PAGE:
In one five-day period last November, he supplied no milk to Fonterra and at times he was milking only 80 cows.
He said he was "extremely edgy" at the start of this spring.
"If the cows were slightly scouring, I wondered if it was was starting again."
He now gives his cows magnesium in a powder form.
Any farmer facing such a situation should not try to sort it out alone, he said.
Talking to others affected by the outbreak made a huge difference at the time.
It was also important to get away from the farm, he said. Watching his granddaughter have a swimming lesson was therapeutic.
He was still amazed at the support the couple received.
"Farmers were offering me cows - even for this season if I didn't get enough in calf - and they brought food to the house so we didn't have to worry about meals.
"The support was incredible. It certainly helped us get through it."
Mrs McDonald said the unknowns about the outbreak last spring were emotionally exhausting. Her husband's many interests off the farm helped him cope.
Magnesium pellets linked to salmonella outbreak
Feeding a pelletised magnesium supplement to dairy cattle poses a high risk for a salmonella infection, a nationwide study has found.
The study of 110 dairy herds shows the use of continuous troughs, pelletised magnesium supplements and palm kernel meal can increase the chances of a salmonella outbreak similar to the one that affected 16 Taranaki dairy herds last spring.
Massey University epidemiologist Mark Stevenson attributes part of the rise in the number of salmonella outbreaks over the past three or four years to the intensification of dairy farming.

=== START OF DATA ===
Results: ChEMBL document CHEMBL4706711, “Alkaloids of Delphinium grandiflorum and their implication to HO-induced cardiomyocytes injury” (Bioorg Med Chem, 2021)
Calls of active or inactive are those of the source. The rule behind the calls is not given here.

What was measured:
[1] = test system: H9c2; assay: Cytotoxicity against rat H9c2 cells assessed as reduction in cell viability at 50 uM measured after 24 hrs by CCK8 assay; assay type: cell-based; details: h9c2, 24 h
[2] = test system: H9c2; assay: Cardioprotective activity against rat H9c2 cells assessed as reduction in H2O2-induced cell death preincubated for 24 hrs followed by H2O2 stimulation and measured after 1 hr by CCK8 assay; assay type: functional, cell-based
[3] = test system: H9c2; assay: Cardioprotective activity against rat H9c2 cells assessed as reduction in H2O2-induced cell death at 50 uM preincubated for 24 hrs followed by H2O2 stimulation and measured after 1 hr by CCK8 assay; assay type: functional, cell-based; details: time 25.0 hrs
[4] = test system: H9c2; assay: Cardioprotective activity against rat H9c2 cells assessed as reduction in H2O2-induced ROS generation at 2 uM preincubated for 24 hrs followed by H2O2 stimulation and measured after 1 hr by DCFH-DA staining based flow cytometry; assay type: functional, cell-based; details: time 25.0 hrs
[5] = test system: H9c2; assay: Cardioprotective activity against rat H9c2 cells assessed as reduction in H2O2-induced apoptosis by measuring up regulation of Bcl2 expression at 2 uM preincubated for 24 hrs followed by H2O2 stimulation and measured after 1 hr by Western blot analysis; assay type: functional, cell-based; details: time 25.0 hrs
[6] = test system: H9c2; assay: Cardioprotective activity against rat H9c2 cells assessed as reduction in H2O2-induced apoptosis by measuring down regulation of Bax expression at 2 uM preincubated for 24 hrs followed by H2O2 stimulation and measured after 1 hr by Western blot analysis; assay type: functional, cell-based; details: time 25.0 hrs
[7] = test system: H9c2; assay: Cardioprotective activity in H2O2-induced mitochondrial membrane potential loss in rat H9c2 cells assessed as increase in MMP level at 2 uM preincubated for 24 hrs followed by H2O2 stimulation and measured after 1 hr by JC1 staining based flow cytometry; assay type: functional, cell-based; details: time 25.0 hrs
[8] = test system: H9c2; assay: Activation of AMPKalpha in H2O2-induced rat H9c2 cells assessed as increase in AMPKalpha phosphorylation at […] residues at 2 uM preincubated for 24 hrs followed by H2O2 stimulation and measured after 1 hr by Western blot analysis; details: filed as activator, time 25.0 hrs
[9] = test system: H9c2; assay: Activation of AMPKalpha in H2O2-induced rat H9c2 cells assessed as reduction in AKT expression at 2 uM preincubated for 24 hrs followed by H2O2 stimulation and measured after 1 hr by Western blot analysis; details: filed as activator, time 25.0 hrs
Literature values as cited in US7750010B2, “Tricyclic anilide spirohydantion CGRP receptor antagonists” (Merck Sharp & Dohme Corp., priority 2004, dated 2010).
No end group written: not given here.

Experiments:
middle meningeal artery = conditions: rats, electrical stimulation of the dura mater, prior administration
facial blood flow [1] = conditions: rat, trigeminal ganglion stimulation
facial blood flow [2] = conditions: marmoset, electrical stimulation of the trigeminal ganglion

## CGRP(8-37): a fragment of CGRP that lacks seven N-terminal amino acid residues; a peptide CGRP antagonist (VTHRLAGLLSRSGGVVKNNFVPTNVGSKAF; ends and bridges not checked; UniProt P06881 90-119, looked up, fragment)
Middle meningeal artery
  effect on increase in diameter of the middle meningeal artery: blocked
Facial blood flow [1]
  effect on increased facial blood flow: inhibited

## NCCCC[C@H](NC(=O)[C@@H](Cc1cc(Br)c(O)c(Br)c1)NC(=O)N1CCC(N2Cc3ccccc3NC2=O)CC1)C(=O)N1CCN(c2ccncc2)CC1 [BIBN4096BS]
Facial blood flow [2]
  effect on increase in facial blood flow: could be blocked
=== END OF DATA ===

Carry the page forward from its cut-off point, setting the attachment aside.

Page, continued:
He said the association between the use of pelletised magnesium supplement and increased salmonella use was discovered in a small study of Taranaki herds he undertook during last year's outbreak. The link had not been reported in international scientific literature before.
In the national study, farmers were asked about herd demographics, the amount and type of feeds offered including mineral supplements, the storage and mixing of ingredients and effluent management.
Stevenson said it appeared both the amount and the formulation of magnesium used on farms had a role in triggering the disease.
He is advising farmers to seek advice from vets or nutritionists on the dosage and formulation of magnesium.
Cows need extra magnesium in spring to prevent grass staggers, because the level in pasture falls during rapid growth.
He said that given the strong link between pelletised magnesium and salmonella risk, Fertco's voluntary withdrawal of its product, Mineral Boost, from the market in January for redevelopment was an important intervention.
Monitoring the incidence of salmonella using data from veterinary diagnostic laboratories, would show whether the removal of the product was successful.
Already, preliminary data showed the number of cases so far this spring was well below the same time last year.
Because continuous troughs provided several cows access to feed at once, a daily variation of supplement intake per cow was likely.
Fluctuations in intake could affect the balance of bacteria in the rumen, allowing salmonella to multiply and trigger the disease, he said.
But he is still advising dairy farmers to ensure they store and handle all supplementary feeds, in a way that reduces the likelihood of contamination from birds and rodents.
He said others who worked with cattle feed, such as feed importers, transporters and compounders, should also adopt proper storage and handling methods.
Significant inroads into understanding last spring's salmonella outbreak had been made in a short time because vets, Massey University, Fonterra, the Ministry for Primary Industries, the New Zealand Veterinary Association and the industry had adopted a co- ordinated and collaborative approach to it, he said.
- © Fairfax NZ News